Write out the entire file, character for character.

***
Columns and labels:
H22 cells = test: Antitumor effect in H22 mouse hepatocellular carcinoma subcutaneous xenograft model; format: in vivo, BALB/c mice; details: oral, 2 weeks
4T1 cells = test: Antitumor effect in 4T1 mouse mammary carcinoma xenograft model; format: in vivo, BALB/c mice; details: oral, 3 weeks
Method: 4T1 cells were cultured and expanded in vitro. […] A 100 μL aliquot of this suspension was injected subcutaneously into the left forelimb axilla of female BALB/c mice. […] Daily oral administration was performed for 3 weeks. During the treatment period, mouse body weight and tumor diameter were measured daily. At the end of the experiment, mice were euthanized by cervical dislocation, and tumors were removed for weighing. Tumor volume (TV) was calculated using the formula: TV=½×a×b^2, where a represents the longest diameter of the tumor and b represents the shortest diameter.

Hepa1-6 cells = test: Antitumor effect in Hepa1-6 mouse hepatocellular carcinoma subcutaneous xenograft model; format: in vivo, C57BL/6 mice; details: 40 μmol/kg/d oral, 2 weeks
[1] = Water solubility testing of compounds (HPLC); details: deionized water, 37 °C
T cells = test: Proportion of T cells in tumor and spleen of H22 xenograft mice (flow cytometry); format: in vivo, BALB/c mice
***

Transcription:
Columns and labels:
H22 cells = test: Antitumor effect in H22 mouse hepatocellular carcinoma subcutaneous xenograft model; format: in vivo, BALB/c mice; details: oral, 2 weeks
4T1 cells = test: Antitumor effect in 4T1 mouse mammary carcinoma xenograft model; format: in vivo, BALB/c mice; details: oral, 3 weeks
Method: 4T1 cells were cultured and expanded in vitro. […] A 100 μL aliquot of this suspension was injected subcutaneously into the left forelimb axilla of female BALB/c mice. […] Daily oral administration was performed for 3 weeks. During the treatment period, mouse body weight and tumor diameter were measured daily. At the end of the experiment, mice were euthanized by cervical dislocation, and tumors were removed for weighing. Tumor volume (TV) was calculated using the formula: TV=½×a×b^2, where a represents the longest diameter of the tumor and b represents the shortest diameter.

Hepa1-6 cells = test: Antitumor effect in Hepa1-6 mouse hepatocellular carcinoma subcutaneous xenograft model; format: in vivo, C57BL/6 mice; details: 40 μmol/kg/d oral, 2 weeks
[1] = Water solubility testing of compounds (HPLC); details: deionized water, 37 °C
T cells = test: Proportion of T cells in tumor and spleen of H22 xenograft mice (flow cytometry); format: in vivo, BALB/c mice